• Export Citation
  • 15.

    Barsanti JA, Finco DR. Protein concentration in urine of normal dogs. Am J Vet Res 1979;40:15831588.

  • 16.

    White JV, Olivier NB & Reimann K, et al. Use of protein-to-creatinine ratio in a single urine specimen for quantitative estimation of canine proteinuria. J Am Vet Med Assoc 1984;185:882885.

    • Search Google Scholar
    • Export Citation
  • 17.

    Landis JR, Koch GG. The measurement of observer agreement for categorical data. Biometrics 1977;33:159174.

  • 18.

    Glas AS, Lijmerb JG & Prinsc MH, et al. The diagnostic odds ratio: a single indicator of test performance. J Clin Epidemiol 2003;56:11291135.

  • Figure 1—

    Correlation between UPC ratios for paired urine samples obtained from 81 dogs.

  • 1.

    Lees GE, Brown SA & Elliot J, et al. Assessment and management of proteinuria in dogs and cats: 2004 ACVIM Forum consensus statement (small animal). J Vet Intern Med 2005;19:377385.

    • Crossref
    • Search Google Scholar
    • Export Citation
  • 2.

    DiBartola SP, Chew DJ, Jacobs G. Quantitative urinalysis including 24-hour protein excretion in the dog. J Am Anim Hosp Assoc 1980;16:537546.

    • Search Google Scholar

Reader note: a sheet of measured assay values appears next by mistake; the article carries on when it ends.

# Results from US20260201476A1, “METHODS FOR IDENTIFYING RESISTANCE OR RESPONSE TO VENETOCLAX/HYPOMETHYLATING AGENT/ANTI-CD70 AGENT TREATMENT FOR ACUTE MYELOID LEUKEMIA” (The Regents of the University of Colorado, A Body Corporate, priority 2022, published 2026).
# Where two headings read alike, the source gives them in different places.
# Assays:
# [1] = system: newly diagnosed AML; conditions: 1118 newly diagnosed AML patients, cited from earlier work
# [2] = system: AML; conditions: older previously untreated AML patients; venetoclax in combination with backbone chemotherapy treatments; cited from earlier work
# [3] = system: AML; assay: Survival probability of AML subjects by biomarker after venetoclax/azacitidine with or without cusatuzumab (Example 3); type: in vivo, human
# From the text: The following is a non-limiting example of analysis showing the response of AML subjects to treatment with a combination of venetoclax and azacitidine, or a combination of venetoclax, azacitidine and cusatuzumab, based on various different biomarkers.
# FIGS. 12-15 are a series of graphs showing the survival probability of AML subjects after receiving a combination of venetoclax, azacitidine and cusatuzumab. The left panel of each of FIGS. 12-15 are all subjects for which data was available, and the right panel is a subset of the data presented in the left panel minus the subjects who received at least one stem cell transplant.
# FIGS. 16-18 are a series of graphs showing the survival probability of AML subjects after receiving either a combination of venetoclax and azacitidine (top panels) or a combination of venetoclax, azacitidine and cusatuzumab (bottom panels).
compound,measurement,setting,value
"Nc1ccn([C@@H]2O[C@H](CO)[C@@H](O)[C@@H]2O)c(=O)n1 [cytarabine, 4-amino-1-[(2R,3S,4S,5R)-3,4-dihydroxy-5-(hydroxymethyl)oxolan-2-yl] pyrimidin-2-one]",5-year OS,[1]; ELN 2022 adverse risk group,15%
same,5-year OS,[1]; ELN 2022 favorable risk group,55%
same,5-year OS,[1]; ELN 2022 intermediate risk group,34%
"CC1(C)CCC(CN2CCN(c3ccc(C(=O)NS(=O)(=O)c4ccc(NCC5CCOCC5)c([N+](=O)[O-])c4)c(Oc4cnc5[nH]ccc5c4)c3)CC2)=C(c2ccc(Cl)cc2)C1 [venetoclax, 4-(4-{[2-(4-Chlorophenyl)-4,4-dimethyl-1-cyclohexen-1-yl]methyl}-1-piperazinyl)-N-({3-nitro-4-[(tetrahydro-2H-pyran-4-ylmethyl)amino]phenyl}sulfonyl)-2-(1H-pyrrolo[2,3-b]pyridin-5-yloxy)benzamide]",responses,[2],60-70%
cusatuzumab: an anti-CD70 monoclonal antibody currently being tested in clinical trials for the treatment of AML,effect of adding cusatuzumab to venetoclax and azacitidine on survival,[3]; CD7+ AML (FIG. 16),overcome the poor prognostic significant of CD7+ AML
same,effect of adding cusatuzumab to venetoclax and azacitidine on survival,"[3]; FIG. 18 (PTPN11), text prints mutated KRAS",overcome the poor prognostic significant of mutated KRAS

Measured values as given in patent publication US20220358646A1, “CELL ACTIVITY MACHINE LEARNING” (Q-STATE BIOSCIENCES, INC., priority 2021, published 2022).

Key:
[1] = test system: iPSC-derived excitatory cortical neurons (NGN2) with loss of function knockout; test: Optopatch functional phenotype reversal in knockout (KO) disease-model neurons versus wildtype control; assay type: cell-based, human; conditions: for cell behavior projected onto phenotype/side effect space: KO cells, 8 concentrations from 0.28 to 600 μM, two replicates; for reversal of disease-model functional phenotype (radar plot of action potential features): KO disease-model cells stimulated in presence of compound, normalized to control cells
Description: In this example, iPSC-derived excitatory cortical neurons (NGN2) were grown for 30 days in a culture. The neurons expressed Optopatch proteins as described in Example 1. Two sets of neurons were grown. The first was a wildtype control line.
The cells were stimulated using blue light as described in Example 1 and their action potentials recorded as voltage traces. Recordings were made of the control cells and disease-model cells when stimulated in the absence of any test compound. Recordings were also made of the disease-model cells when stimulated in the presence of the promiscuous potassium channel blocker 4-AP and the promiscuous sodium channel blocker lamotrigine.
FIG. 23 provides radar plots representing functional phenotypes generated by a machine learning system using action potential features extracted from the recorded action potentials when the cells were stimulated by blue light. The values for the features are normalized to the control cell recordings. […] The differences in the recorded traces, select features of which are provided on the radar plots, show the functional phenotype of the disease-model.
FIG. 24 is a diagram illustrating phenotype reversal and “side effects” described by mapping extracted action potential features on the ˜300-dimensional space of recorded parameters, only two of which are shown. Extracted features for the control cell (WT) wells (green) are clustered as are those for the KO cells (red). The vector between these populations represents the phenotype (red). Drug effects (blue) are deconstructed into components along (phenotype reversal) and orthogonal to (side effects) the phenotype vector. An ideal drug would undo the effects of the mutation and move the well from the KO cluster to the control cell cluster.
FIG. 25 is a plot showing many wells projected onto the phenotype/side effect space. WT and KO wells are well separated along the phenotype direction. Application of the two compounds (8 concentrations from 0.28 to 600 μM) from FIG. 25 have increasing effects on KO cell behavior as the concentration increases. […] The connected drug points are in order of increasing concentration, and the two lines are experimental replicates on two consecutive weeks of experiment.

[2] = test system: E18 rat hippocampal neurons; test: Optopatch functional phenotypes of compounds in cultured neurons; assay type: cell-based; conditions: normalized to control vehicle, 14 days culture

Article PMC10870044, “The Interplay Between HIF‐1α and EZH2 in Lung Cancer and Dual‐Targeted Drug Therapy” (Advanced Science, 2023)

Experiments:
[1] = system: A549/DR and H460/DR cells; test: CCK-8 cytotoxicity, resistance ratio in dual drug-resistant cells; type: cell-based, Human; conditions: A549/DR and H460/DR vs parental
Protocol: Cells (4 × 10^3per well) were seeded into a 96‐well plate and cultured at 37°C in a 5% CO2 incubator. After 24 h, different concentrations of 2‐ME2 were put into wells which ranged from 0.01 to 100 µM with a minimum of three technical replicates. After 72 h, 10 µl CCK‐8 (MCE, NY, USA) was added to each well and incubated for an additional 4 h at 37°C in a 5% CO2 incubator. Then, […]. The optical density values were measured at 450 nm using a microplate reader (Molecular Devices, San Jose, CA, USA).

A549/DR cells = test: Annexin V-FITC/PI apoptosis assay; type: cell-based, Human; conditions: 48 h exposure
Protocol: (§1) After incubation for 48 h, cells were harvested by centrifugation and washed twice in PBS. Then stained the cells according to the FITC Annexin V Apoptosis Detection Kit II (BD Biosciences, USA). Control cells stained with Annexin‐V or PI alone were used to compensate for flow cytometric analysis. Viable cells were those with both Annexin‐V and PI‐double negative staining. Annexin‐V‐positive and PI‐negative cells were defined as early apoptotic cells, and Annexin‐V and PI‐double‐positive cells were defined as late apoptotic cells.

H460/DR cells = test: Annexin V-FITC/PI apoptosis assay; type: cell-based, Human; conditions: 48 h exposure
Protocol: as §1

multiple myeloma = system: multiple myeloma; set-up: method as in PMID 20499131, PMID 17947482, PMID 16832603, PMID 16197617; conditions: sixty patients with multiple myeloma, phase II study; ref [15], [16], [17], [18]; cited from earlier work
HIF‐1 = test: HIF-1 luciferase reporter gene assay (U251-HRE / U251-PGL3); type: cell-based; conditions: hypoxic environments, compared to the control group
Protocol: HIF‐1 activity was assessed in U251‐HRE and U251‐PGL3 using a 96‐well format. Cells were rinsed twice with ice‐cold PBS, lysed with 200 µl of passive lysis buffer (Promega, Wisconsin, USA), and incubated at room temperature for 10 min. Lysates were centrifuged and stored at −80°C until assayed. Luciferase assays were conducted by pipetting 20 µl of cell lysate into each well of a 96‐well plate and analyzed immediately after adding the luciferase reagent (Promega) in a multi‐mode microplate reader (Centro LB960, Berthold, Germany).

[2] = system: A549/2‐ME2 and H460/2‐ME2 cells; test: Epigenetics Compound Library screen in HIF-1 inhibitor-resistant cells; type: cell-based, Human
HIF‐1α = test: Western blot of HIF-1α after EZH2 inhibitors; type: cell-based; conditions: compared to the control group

• Export Citation
  • 3.

    Center SA, Wilkinson E & Smith CA, et al. 24-Hour urine protein/creatinine ratio in dogs with protein-losing nephropathies. J Am Vet Med Assoc 1985;187:820824.

    • Search Google Scholar
    • Export Citation
  • 4.

    Moore FM, Brum SL, Brown L. Urine protein determination in dogs and cats: comparison of dipstick and sulfosalicylic acid procedures. Vet Clin Pathol 1991;20:9597.

    • Crossref
    • Search Google Scholar
    • Export Citation
  • 5.

    Zatelli A, Paltrinieri S & Nizi F, et al. Evaluation of a urine dipstick test for confirmation or exclusion of proteinuria in dogs. Am J Vet Res 2010;71:235240.

    • Crossref
    • Search Google Scholar
    • Export Citation
  • 6.

    Jacob F, Polzin DJ & Osborne CA, et al. Evaluation of the association between initial proteinuria and morbidity rate or death in dogs with naturally occurring chronic renal failure. J Am Vet Med Assoc 2005;226:393400.